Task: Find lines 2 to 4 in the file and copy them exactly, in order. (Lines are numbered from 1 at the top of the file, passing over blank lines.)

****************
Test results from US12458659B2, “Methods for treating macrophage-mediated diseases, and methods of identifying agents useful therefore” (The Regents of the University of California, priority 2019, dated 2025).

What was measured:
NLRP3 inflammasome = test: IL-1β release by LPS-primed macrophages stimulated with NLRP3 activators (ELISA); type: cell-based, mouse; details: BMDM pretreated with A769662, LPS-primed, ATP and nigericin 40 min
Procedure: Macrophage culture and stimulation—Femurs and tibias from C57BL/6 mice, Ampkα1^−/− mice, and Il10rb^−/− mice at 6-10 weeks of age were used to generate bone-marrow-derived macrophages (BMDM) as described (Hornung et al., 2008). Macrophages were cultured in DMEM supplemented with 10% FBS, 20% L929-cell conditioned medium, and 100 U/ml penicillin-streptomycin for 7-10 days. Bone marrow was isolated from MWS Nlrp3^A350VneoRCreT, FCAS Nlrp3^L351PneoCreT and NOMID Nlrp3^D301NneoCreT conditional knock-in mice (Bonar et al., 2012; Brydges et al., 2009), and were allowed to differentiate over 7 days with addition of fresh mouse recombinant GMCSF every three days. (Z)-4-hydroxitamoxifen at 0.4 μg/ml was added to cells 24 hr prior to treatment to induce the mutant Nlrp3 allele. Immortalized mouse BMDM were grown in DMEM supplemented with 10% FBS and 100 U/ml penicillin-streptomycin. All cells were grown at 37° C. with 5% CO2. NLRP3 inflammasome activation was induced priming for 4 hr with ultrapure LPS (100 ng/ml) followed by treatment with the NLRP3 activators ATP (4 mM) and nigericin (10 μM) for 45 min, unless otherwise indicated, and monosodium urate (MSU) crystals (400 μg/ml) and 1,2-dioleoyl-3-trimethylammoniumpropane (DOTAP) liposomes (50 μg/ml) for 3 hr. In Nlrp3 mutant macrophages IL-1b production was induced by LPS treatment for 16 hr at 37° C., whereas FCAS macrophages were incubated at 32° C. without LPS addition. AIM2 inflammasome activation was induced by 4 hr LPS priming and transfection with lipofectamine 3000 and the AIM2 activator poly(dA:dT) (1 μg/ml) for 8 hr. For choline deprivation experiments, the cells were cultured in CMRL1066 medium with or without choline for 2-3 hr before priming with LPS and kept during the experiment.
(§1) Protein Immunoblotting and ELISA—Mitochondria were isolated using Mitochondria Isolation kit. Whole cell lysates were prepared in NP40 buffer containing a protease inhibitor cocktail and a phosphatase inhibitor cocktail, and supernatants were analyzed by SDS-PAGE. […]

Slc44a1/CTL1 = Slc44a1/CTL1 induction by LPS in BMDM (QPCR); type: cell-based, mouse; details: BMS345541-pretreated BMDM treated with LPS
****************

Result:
What was measured:
NLRP3 inflammasome = test: IL-1β release by LPS-primed macrophages stimulated with NLRP3 activators (ELISA); type: cell-based, mouse; details: BMDM pretreated with A769662, LPS-primed, ATP and nigericin 40 min
Procedure: Macrophage culture and stimulation—Femurs and tibias from C57BL/6 mice, Ampkα1^−/− mice, and Il10rb^−/− mice at 6-10 weeks of age were used to generate bone-marrow-derived macrophages (BMDM) as described (Hornung et al., 2008). Macrophages were cultured in DMEM supplemented with 10% FBS, 20% L929-cell conditioned medium, and 100 U/ml penicillin-streptomycin for 7-10 days. Bone marrow was isolated from MWS Nlrp3^A350VneoRCreT, FCAS Nlrp3^L351PneoCreT and NOMID Nlrp3^D301NneoCreT conditional knock-in mice (Bonar et al., 2012; Brydges et al., 2009), and were allowed to differentiate over 7 days with addition of fresh mouse recombinant GMCSF every three days. (Z)-4-hydroxitamoxifen at 0.4 μg/ml was added to cells 24 hr prior to treatment to induce the mutant Nlrp3 allele. Immortalized mouse BMDM were grown in DMEM supplemented with 10% FBS and 100 U/ml penicillin-streptomycin. All cells were grown at 37° C. with 5% CO2. NLRP3 inflammasome activation was induced priming for 4 hr with ultrapure LPS (100 ng/ml) followed by treatment with the NLRP3 activators ATP (4 mM) and nigericin (10 μM) for 45 min, unless otherwise indicated, and monosodium urate (MSU) crystals (400 μg/ml) and 1,2-dioleoyl-3-trimethylammoniumpropane (DOTAP) liposomes (50 μg/ml) for 3 hr. In Nlrp3 mutant macrophages IL-1b production was induced by LPS treatment for 16 hr at 37° C., whereas FCAS macrophages were incubated at 32° C. without LPS addition. AIM2 inflammasome activation was induced by 4 hr LPS priming and transfection with lipofectamine 3000 and the AIM2 activator poly(dA:dT) (1 μg/ml) for 8 hr. For choline deprivation experiments, the cells were cultured in CMRL1066 medium with or without choline for 2-3 hr before priming with LPS and kept during the experiment.